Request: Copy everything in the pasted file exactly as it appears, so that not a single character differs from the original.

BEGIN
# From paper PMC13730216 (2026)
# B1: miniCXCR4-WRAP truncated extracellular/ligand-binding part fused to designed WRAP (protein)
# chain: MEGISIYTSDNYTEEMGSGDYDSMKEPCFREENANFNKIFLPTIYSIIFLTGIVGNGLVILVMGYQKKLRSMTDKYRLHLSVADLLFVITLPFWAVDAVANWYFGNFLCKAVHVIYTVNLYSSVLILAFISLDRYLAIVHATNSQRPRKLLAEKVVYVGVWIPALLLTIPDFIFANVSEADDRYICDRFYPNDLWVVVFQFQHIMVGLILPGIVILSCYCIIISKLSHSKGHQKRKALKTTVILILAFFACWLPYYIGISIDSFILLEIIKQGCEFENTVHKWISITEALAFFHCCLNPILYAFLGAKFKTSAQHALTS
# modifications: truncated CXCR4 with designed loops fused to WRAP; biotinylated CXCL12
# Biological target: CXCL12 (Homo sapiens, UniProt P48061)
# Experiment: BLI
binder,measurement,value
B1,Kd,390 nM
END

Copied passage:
# From paper PMC13730216 (2026)
# B1: miniCXCR4-WRAP truncated extracellular/ligand-binding part fused to designed WRAP (protein)
# chain: MEGISIYTSDNYTEEMGSGDYDSMKEPCFREENANFNKIFLPTIYSIIFLTGIVGNGLVILVMGYQKKLRSMTDKYRLHLSVADLLFVITLPFWAVDAVANWYFGNFLCKAVHVIYTVNLYSSVLILAFISLDRYLAIVHATNSQRPRKLLAEKVVYVGVWIPALLLTIPDFIFANVSEADDRYICDRFYPNDLWVVVFQFQHIMVGLILPGIVILSCYCIIISKLSHSKGHQKRKALKTTVILILAFFACWLPYYIGISIDSFILLEIIKQGCEFENTVHKWISITEALAFFHCCLNPILYAFLGAKFKTSAQHALTS
# modifications: truncated CXCR4 with designed loops fused to WRAP; biotinylated CXCL12
# Biological target: CXCL12 (Homo sapiens, UniProt P48061)
# Experiment: BLI
binder,measurement,value
B1,Kd,390 nM